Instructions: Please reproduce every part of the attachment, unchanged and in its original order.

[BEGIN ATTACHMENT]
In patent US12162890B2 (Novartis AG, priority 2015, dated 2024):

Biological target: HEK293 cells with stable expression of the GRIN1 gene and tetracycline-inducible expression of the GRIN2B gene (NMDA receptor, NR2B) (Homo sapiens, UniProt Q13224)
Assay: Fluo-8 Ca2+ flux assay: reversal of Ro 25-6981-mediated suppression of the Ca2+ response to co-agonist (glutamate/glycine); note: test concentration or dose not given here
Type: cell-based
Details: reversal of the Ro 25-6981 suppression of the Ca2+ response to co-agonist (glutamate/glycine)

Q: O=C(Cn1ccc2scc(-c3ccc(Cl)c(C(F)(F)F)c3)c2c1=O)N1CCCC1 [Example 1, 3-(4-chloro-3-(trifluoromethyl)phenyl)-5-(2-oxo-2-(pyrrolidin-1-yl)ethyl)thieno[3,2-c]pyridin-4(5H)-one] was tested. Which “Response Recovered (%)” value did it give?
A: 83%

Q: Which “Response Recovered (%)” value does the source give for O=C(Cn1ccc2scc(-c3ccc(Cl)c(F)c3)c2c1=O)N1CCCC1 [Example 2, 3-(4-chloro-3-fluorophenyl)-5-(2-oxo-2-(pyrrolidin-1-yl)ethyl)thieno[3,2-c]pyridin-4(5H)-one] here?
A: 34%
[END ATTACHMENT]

In patent US12162890B2 (Novartis AG, priority 2015, dated 2024):

Biological target: HEK293 cells with stable expression of the GRIN1 gene and tetracycline-inducible expression of the GRIN2B gene (NMDA receptor, NR2B) (Homo sapiens, UniProt Q13224)
Assay: Fluo-8 Ca2+ flux assay: reversal of Ro 25-6981-mediated suppression of the Ca2+ response to co-agonist (glutamate/glycine); note: test concentration or dose not given here
Type: cell-based
Details: reversal of the Ro 25-6981 suppression of the Ca2+ response to co-agonist (glutamate/glycine)

Q: O=C(Cn1ccc2scc(-c3ccc(Cl)c(C(F)(F)F)c3)c2c1=O)N1CCCC1 [Example 1, 3-(4-chloro-3-(trifluoromethyl)phenyl)-5-(2-oxo-2-(pyrrolidin-1-yl)ethyl)thieno[3,2-c]pyridin-4(5H)-one] was tested. Which “Response Recovered (%)” value did it give?
A: 83%

Q: Which “Response Recovered (%)” value does the source give for O=C(Cn1ccc2scc(-c3ccc(Cl)c(F)c3)c2c1=O)N1CCCC1 [Example 2, 3-(4-chloro-3-fluorophenyl)-5-(2-oxo-2-(pyrrolidin-1-yl)ethyl)thieno[3,2-c]pyridin-4(5H)-one] here?
A: 34%